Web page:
Revisiting the Buick Wildcat
When we talk about Buick classic cars, one of the names that comes to mind instantly is the “Wildcat”. The name has been used by the brand for five concept vehicles. Three came out in the early 50s, one in the mid-80s and the last in the late 90s. Let’s look at the Buick Wildcat which was introduced between the years 1963-1970.
Before 1963, the Wildcat was a subseries of the Invicta, but during these three years, it was on its own. The car was sleek and stylish with large aluminum trim panels on the sides. It could compete well with the Oldsmobile Starfire by GM. The 1964 model of this car had chrome hash marks that were vertically situated on the lower front quarter panel behind the front wheel housings. Unlike other Buicks, it did not have the traditional horizontal VentiPorts.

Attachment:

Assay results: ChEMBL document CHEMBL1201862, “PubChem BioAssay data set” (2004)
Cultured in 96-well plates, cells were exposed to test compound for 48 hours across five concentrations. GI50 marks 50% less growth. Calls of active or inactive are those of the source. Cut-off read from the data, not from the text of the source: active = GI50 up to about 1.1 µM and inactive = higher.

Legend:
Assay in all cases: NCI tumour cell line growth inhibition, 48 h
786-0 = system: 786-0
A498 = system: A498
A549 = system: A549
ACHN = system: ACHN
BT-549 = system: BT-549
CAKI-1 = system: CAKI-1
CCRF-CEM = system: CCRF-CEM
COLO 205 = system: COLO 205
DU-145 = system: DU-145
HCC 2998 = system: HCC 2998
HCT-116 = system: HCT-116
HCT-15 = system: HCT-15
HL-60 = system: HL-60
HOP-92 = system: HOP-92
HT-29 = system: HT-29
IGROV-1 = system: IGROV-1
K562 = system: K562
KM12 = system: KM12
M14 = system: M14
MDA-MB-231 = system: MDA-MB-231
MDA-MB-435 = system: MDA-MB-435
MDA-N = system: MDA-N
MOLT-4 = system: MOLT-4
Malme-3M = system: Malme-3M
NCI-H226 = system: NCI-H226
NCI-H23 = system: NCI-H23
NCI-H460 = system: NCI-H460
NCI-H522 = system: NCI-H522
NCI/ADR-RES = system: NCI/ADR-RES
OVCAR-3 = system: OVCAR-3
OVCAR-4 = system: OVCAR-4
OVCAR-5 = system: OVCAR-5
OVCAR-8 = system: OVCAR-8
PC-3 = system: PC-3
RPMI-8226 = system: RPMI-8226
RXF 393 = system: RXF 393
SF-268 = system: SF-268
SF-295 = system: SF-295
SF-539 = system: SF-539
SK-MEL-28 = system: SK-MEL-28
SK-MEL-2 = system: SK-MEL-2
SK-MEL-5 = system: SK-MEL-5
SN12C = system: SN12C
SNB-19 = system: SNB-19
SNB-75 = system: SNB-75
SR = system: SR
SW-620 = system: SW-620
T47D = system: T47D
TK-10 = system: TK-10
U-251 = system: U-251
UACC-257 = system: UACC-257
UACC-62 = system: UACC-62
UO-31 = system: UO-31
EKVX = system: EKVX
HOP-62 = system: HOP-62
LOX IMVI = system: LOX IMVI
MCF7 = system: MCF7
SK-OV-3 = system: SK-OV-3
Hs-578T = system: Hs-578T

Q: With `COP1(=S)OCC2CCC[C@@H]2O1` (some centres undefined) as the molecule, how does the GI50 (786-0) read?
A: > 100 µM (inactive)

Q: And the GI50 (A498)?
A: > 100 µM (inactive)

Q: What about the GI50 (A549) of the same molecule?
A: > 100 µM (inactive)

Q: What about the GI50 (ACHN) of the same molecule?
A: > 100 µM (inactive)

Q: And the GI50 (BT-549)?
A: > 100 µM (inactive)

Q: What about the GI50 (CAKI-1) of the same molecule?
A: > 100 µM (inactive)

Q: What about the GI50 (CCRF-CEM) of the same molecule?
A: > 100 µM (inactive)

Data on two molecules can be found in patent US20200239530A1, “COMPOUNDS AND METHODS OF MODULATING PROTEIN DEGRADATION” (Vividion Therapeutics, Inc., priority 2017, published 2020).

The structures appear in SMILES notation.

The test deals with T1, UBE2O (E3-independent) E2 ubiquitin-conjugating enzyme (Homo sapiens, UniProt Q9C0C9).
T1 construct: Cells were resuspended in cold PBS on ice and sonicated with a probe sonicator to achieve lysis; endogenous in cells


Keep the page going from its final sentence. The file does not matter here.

Once the Wildcat was its own series, it added a convertible and four door hardtop sedan to its collection in addition to the two door hardtop coupe which came out in 1962. A bench seat was standard in the four door version of the car but the bucket seat and console interior were optional.
A pillared four door sedan also made its way to the line of Wildcat in 1964, which was available in two trim levels, standard and custom. Only for 1965, a midline Deluxe sub-series was also added. The base and custom trims again became sole options from 1966 to 1969.
With the Wildcat, the Buick maintained its position as an affordable luxury car manufacturer whose cars are prominent for their ride and handling. At one point, Buick was ranked third in the car industry behind leaders such as Ford and Chevrolet. The Wildcat still remains one of the most notable cars the company has manufactured that are known for its styling and performance.